Problem is even assuming everyone in the West is persuaded (or forced) to go vegetarian/vegan, there wouldn't be enough waste to produce enough food.. Especially given normal business rules, ie produce as little waste as possible. It's one of those things that's probably best done small-scale, eg it's possible to make fuel with a wood gasifier, but there's a bunch of YT videos showing people doing that and it takes a lot of wood to make a little fuel.

    3. Jim84

      Re: Hydrogen is a solution and its own worst enemy

      The best way to store hydrogen is the traditional way - attached to carbon.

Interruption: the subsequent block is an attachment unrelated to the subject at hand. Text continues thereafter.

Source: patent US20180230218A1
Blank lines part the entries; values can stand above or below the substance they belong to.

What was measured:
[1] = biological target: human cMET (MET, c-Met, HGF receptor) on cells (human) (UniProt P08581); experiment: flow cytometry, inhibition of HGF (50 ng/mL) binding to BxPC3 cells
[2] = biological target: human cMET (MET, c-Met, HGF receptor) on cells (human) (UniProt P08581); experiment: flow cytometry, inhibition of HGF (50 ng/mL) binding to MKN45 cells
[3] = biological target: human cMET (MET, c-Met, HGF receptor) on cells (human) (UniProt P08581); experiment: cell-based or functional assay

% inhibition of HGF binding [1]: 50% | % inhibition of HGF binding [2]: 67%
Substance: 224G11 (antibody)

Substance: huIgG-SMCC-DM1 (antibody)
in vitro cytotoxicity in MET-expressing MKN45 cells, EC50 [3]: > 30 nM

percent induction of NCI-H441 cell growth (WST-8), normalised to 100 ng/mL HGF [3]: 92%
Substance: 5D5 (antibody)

How to make methanol cheaper than the energy equivalent amount of gasoline from seawater and the CO2 disolved in it using molten salt nuclear heat:

    4. hoola Silver badge

      Re: Hydrogen is a solution and its own worst enemy

      If this puts more effort in developing fuel cells and hydrogen production so that they become usable as a mobile fuel source then it is commendable. Using fuel cells in place of batteries & generators as a UPS/backup power supply is also worthwhile. Using fuel cells to power fixed infrastructure as a permanent solution is stupid. You have to use more energy in the source to destination chain due to the conversion losses at the different stages.

      I suppose if we can extract hydrogen more efficiently then fuel cell do become an interesting solution when combined with solar or wind. It would be interesting to see the overall efficiency of producing 1KW of power at output for: